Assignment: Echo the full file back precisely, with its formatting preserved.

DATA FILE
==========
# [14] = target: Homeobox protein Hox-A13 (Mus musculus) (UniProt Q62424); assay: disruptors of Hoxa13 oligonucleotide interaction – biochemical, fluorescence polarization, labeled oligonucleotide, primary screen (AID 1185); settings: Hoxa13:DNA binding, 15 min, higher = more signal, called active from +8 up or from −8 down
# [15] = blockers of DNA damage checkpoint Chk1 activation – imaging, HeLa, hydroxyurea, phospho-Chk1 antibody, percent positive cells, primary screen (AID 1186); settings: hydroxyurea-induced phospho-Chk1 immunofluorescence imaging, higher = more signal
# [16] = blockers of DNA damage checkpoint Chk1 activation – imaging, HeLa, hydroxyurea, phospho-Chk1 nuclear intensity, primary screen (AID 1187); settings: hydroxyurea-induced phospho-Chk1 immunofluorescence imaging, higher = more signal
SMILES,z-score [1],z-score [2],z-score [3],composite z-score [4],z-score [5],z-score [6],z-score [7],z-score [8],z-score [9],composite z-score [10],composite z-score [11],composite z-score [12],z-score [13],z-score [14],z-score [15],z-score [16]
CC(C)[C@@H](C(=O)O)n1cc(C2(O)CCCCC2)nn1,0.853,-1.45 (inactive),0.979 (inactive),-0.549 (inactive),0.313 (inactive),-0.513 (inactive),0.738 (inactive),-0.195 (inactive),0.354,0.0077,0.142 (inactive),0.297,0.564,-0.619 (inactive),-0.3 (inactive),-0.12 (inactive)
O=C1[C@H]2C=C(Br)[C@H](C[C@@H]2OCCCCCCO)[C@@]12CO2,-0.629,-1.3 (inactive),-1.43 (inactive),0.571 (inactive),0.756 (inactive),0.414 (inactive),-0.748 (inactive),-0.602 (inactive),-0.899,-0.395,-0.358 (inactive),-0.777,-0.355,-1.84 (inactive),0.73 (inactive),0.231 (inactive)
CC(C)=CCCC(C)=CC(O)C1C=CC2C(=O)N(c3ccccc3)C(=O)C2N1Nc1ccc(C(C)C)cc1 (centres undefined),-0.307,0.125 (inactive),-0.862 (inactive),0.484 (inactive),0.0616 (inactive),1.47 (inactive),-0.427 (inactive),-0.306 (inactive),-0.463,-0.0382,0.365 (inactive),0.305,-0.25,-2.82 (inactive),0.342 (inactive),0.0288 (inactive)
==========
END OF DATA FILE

# [14] = target: Homeobox protein Hox-A13 (Mus musculus) (UniProt Q62424); assay: disruptors of Hoxa13 oligonucleotide interaction – biochemical, fluorescence polarization, labeled oligonucleotide, primary screen (AID 1185); settings: Hoxa13:DNA binding, 15 min, higher = more signal, called active from +8 up or from −8 down
# [15] = blockers of DNA damage checkpoint Chk1 activation – imaging, HeLa, hydroxyurea, phospho-Chk1 antibody, percent positive cells, primary screen (AID 1186); settings: hydroxyurea-induced phospho-Chk1 immunofluorescence imaging, higher = more signal
# [16] = blockers of DNA damage checkpoint Chk1 activation – imaging, HeLa, hydroxyurea, phospho-Chk1 nuclear intensity, primary screen (AID 1187); settings: hydroxyurea-induced phospho-Chk1 immunofluorescence imaging, higher = more signal
SMILES,z-score [1],z-score [2],z-score [3],composite z-score [4],z-score [5],z-score [6],z-score [7],z-score [8],z-score [9],composite z-score [10],composite z-score [11],composite z-score [12],z-score [13],z-score [14],z-score [15],z-score [16]
CC(C)[C@@H](C(=O)O)n1cc(C2(O)CCCCC2)nn1,0.853,-1.45 (inactive),0.979 (inactive),-0.549 (inactive),0.313 (inactive),-0.513 (inactive),0.738 (inactive),-0.195 (inactive),0.354,0.0077,0.142 (inactive),0.297,0.564,-0.619 (inactive),-0.3 (inactive),-0.12 (inactive)
O=C1[C@H]2C=C(Br)[C@H](C[C@@H]2OCCCCCCO)[C@@]12CO2,-0.629,-1.3 (inactive),-1.43 (inactive),0.571 (inactive),0.756 (inactive),0.414 (inactive),-0.748 (inactive),-0.602 (inactive),-0.899,-0.395,-0.358 (inactive),-0.777,-0.355,-1.84 (inactive),0.73 (inactive),0.231 (inactive)
CC(C)=CCCC(C)=CC(O)C1C=CC2C(=O)N(c3ccccc3)C(=O)C2N1Nc1ccc(C(C)C)cc1 (centres undefined),-0.307,0.125 (inactive),-0.862 (inactive),0.484 (inactive),0.0616 (inactive),1.47 (inactive),-0.427 (inactive),-0.306 (inactive),-0.463,-0.0382,0.365 (inactive),0.305,-0.25,-2.82 (inactive),0.342 (inactive),0.0288 (inactive)